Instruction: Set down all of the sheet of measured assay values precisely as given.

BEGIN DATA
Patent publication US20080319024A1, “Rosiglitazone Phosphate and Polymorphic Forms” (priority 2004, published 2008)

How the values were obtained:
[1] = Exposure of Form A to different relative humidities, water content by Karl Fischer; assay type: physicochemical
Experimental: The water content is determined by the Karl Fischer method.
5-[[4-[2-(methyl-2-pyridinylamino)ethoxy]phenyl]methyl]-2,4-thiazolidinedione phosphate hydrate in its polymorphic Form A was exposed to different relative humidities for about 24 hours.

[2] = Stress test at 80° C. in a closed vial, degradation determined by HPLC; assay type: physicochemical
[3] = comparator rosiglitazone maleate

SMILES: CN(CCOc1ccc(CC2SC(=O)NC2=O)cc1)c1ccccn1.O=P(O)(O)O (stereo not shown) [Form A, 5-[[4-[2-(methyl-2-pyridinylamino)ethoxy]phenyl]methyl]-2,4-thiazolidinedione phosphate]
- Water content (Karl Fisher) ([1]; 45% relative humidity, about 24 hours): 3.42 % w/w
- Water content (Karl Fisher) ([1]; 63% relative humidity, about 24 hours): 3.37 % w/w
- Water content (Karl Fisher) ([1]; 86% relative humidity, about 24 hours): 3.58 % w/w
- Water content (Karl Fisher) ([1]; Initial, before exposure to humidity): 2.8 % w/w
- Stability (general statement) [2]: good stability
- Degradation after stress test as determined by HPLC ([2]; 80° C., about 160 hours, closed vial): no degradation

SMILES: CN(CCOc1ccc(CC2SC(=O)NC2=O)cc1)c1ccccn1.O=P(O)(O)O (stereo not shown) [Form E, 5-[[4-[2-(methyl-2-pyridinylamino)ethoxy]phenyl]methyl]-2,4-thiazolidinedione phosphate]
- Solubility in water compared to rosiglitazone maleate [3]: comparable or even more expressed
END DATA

Patent publication US20080319024A1, “Rosiglitazone Phosphate and Polymorphic Forms” (priority 2004, published 2008)

How the values were obtained:
[1] = Exposure of Form A to different relative humidities, water content by Karl Fischer; assay type: physicochemical
Experimental: The water content is determined by the Karl Fischer method.
5-[[4-[2-(methyl-2-pyridinylamino)ethoxy]phenyl]methyl]-2,4-thiazolidinedione phosphate hydrate in its polymorphic Form A was exposed to different relative humidities for about 24 hours.

[2] = Stress test at 80° C. in a closed vial, degradation determined by HPLC; assay type: physicochemical
[3] = comparator rosiglitazone maleate

SMILES: CN(CCOc1ccc(CC2SC(=O)NC2=O)cc1)c1ccccn1.O=P(O)(O)O (stereo not shown) [Form A, 5-[[4-[2-(methyl-2-pyridinylamino)ethoxy]phenyl]methyl]-2,4-thiazolidinedione phosphate]
- Water content (Karl Fisher) ([1]; 45% relative humidity, about 24 hours): 3.42 % w/w
- Water content (Karl Fisher) ([1]; 63% relative humidity, about 24 hours): 3.37 % w/w
- Water content (Karl Fisher) ([1]; 86% relative humidity, about 24 hours): 3.58 % w/w
- Water content (Karl Fisher) ([1]; Initial, before exposure to humidity): 2.8 % w/w
- Stability (general statement) [2]: good stability
- Degradation after stress test as determined by HPLC ([2]; 80° C., about 160 hours, closed vial): no degradation

SMILES: CN(CCOc1ccc(CC2SC(=O)NC2=O)cc1)c1ccccn1.O=P(O)(O)O (stereo not shown) [Form E, 5-[[4-[2-(methyl-2-pyridinylamino)ethoxy]phenyl]methyl]-2,4-thiazolidinedione phosphate]
- Solubility in water compared to rosiglitazone maleate [3]: comparable or even more expressed